the most beautiful of all the flags. The stripes seem to flow out
from the stars. Of course," she added hurriedly, "the Union Jack
with all its historic meaning and its mingled crosses, is
splendidly glorious and is more decorative, but I always think,
when I see those floating stripes, that the Americans have the most
beautiful flag."

"I admit," said Barry, "it's a beautiful flag, but--well, I'm a
Britisher, I suppose, and see it with British eyes. But why is
that flag flying here in France? How do the authorities allow
that? It's a neutral flag--awfully neutral, too."

"I understand they have permission from the French authorities to
fly that flag over every American institution in France. And you
know," continued the girl with rising enthusiasm, "if they are
neutral, they have immensely helped us, too, haven't they?--in
munitions and that sort of thing."

"That's true enough," agreed Barry, "and it's all the more
wonderful when you think of the millions of Germans that they have
in their country. I heard a very fine thing, not long ago, from a
friend of mine. A Pittsburgh oil man about to close a deal, with a
traveller, with millions in it, suddenly discovered that his oil
was to go to the Germans. At once the deal was off, and, though
the price was considerably raised, there was, in his own words,
'Nothing 'doing!' 'No stuff of mine,' he said, 'shall go to help
an enemy of the Anglo-Saxon race.' That's the way I believe the
real Americans feel."

"This is a wonderful hospital," said the V. A. D. "Whenever I see
it, I somehow feel my heart grow warm to the American people for
the splendid way in which they have helped poor France, for, you
know, in the first months of the war, the French hospitals were
perfectly ghastly."

"I know, I know!" cried Barry. "And the Canadians, too, have
chipped in a bit. We have a Canadian hospital in Paris, for the
French, and others are being organised."

They turned in at the gate and found themselves in a beautiful
quadrangle, set out with grass plots and flowers and cement walks.
The building itself, an ancient royal palace, had been enlarged by
means of sun-parlours and porches which gave it an air of wonderful
cheeriness and brightness.

"I will run in and see if any of my friends are about," said the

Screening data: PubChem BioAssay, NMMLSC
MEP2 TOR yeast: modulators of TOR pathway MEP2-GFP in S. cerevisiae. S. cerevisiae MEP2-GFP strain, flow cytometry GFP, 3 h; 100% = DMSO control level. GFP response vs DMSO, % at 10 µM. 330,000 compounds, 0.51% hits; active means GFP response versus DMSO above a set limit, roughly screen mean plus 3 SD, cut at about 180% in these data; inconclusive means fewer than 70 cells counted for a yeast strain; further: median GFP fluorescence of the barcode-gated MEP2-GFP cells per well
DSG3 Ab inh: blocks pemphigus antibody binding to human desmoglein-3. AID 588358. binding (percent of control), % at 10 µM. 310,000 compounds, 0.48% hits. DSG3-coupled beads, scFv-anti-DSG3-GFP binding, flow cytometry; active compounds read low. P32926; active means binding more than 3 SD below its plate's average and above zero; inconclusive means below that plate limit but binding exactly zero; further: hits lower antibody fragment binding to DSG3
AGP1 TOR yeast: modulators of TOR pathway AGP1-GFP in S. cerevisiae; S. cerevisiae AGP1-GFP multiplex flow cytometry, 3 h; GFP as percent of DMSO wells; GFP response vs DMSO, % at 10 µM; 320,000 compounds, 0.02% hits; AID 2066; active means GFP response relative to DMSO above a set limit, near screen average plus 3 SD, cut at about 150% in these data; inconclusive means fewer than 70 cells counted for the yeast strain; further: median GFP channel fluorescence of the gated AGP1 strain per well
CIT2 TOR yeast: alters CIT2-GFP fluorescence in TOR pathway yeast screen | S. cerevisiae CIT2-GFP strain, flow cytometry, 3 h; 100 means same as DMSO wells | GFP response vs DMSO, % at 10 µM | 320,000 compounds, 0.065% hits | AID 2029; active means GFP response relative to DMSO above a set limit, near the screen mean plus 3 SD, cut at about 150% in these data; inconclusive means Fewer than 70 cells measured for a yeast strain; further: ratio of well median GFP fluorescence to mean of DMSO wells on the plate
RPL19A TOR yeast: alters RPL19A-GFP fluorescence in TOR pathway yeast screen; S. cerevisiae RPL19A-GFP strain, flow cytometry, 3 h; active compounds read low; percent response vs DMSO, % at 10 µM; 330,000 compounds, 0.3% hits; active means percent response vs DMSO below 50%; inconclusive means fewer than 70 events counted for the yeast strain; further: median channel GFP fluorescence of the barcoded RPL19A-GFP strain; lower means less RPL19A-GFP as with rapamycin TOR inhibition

V. A. D. "Wait here for me. Unless you care to come in," she added.

"No, I will wait here. I don't just feel like meeting strangers
but, if there are Canadians in the hospital, I should like to see
them. And perhaps you can discover where my chief can be found, if
you don't mind."

Hardly had she passed within the door, when another car came
swiftly to the gate and drew up a little in front of Barry's. A
girl leaped from the wheel and with a spring in her step, which
spoke of a bounding vitality, ran up the steps.

What thought caught her it is difficult to say, but on the topmost
step she spun around and looked straight into Barry's eyes.

"Paula!" he shouted, and was out of the car and at the foot of the
steps, with hand outstretched, when, with a single touch of her
foot to the steps, she was at him, with both hands reaching for

"Barry, oh, Barry! It can't be you!" she panted. Her face went
red, then white, then red again. "Oh, it's better than a drink to
see you. Whence, how, why, whither? Oh, never mind answering,"
she went on. "It's enough to see you."

A step behind her diverted her attention from Barry. Barry ran up
the steps, and taking the V. A. D. by the hand, led her down.

"I want you to meet a friend of mine," he said and introduced

Paula's eyes, keen as a knife-point, were upon the V. A. D.'s face.

"I'm glad to know you," she said frankly, offering her hand.
"Principally," she added, with a little laugh, "because you know

The V. A. D. bowed with the slight reserve characteristic of her,
and took Paula's hand.

"I, too, am pleased," she said, "to meet a friend of Captain
Dunbar." Then she added with increased cordiality, "and I'm glad
to meet an American in France. I know your matron, and some of the

"Good!" cried Paula. "Now, then, you'll both of you take lunch
with me."

The V. A. D. demurred.

"Of course you will," cried Paula. "Oh, Barry, I'm just ready to
die from seeing you again. Come along!" she cried, impulsively,
catching the V. A. D. by the arm. "Come along and park your
buzzwagon here beside mine."

She ran to her car, sprang in and whirled it into place before the
V. A. D. had hers well started.

Barry waited where they had left him. The sudden appearing of
Paula had stirred within him depths of feeling that almost
overpowered him. His mind was far away in Athabasca, once more he
was seeing the dark pool, the swiftly flowing water, the campfire,
and his father bending over it. His heart was quivering as if a
hand had been rudely thrust into a raw wound in it.

The V. A. D. held Paula a few moments beside her car, speaking
quickly and earnestly. When they rejoined Barry, Paula's eyes were
soft with unshed tears, and her voice was very gentle.

"I know, Barry," she said. "Miss Vincent just told me. Oh, what
terrible changes this war brings to us all. We see so many sad
things here every day. It's terribly sad for you, Barry."

"Yes, it is sad, Paula, and it is going to be lonely. You have
brought back to me that bright day on the Athabasca. But," he
added earnestly, "after all, in this war everything personal is so
small. Besides, he was so splendid, you know, and the boys told me
he played the game up there right to the end. So I'm not going to
shame him; at least, I'm trying not to."

But bright as was Barry's smile, Paula caught the quivering of his
lips, and turned quickly away from him.